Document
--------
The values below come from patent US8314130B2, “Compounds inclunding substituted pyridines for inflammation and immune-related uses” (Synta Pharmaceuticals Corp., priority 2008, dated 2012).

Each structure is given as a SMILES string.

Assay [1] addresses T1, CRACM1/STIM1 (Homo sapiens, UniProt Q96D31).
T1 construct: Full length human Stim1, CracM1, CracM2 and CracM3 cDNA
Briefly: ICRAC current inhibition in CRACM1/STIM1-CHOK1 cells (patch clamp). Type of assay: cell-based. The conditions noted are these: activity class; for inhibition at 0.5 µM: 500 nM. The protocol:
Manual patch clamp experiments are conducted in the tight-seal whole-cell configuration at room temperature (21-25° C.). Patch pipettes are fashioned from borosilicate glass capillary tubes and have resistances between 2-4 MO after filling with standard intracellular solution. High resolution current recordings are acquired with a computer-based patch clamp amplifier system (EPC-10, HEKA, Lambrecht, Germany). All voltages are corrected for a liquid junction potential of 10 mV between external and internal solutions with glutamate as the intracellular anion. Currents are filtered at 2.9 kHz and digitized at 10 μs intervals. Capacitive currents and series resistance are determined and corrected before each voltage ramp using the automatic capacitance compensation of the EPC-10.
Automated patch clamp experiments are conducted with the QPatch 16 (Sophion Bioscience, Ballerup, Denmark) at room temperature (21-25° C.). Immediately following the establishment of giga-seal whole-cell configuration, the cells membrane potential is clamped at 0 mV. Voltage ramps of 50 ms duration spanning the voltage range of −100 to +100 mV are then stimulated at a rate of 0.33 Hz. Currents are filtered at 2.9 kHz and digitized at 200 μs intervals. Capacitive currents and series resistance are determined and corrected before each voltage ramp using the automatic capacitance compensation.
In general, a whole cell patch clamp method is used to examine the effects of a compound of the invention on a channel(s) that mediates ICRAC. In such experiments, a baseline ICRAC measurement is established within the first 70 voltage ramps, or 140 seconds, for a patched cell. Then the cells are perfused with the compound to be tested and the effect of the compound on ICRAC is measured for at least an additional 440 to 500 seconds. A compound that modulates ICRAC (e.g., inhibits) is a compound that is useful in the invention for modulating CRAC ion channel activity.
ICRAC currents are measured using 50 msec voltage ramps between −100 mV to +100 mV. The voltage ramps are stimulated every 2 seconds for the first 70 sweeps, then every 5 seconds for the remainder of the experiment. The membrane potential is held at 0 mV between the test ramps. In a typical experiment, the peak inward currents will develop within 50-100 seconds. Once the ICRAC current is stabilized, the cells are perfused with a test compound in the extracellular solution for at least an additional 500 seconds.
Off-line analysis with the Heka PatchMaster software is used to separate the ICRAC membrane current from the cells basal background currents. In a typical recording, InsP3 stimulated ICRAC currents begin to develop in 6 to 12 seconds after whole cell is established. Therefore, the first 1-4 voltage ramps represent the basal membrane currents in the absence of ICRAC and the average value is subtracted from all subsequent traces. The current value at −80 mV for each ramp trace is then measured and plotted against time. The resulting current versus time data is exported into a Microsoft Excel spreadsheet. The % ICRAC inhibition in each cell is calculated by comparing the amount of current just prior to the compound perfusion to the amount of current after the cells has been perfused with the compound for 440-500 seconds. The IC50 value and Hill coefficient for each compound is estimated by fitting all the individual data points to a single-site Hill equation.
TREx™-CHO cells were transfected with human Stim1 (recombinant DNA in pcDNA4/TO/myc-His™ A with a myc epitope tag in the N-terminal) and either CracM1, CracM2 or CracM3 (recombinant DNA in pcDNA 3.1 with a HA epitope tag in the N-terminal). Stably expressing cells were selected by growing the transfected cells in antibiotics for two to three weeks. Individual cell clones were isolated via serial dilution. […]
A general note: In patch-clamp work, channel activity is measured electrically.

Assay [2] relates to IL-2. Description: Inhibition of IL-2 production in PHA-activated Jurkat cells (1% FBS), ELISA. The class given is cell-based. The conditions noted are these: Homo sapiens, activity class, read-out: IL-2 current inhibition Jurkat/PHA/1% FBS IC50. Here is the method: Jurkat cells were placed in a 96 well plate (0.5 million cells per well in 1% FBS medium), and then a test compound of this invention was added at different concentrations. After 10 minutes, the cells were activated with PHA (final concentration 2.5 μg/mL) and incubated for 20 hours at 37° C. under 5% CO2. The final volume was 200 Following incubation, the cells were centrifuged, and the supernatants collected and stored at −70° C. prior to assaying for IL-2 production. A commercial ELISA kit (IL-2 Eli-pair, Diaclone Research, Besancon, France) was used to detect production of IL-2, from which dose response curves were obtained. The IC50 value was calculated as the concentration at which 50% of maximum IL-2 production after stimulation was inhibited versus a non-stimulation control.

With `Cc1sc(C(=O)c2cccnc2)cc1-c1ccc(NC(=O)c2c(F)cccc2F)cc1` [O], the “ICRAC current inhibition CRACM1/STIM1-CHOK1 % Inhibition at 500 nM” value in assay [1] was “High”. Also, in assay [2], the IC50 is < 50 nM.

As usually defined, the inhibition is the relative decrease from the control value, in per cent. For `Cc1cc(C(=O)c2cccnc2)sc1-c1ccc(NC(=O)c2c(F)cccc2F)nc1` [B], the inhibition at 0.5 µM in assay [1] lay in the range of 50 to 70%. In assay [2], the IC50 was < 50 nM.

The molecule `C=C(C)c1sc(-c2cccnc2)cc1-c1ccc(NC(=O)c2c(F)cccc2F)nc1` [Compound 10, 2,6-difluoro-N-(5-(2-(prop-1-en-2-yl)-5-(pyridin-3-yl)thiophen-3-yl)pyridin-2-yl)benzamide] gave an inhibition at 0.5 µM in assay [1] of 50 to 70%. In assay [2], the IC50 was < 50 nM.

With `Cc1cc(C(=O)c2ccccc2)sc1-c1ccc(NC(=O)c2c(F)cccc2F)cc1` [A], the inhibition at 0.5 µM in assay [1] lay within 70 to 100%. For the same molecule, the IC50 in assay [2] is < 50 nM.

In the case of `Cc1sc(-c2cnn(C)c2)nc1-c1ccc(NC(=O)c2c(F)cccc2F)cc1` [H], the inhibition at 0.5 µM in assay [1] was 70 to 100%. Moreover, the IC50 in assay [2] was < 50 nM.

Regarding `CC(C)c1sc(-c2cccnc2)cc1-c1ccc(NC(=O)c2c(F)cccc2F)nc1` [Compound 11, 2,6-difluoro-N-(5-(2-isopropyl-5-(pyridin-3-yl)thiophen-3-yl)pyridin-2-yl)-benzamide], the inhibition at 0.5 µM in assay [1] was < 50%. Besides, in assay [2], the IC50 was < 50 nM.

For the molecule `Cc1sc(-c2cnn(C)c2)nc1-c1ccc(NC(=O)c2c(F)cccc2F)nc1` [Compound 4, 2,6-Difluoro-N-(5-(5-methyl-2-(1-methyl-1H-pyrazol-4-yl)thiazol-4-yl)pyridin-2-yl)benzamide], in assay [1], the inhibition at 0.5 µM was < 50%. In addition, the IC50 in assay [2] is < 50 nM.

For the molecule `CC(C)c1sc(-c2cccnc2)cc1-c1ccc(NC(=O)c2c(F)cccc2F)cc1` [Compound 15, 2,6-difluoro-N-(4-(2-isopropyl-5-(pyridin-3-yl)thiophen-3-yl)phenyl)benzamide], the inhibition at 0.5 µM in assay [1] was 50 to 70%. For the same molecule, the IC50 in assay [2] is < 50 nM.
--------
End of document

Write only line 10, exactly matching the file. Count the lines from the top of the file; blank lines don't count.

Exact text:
Off-line analysis with the Heka PatchMaster software is used to separate the ICRAC membrane current from the cells basal background currents. In a typical recording, InsP3 stimulated ICRAC currents begin to develop in 6 to 12 seconds after whole cell is established. Therefore, the first 1-4 voltage ramps represent the basal membrane currents in the absence of ICRAC and the average value is subtracted from all subsequent traces. The current value at −80 mV for each ramp trace is then measured and plotted against time. The resulting current versus time data is exported into a Microsoft Excel spreadsheet. The % ICRAC inhibition in each cell is calculated by comparing the amount of current just prior to the compound perfusion to the amount of current after the cells has been perfused with the compound for 440-500 seconds. The IC50 value and Hill coefficient for each compound is estimated by fitting all the individual data points to a single-site Hill equation.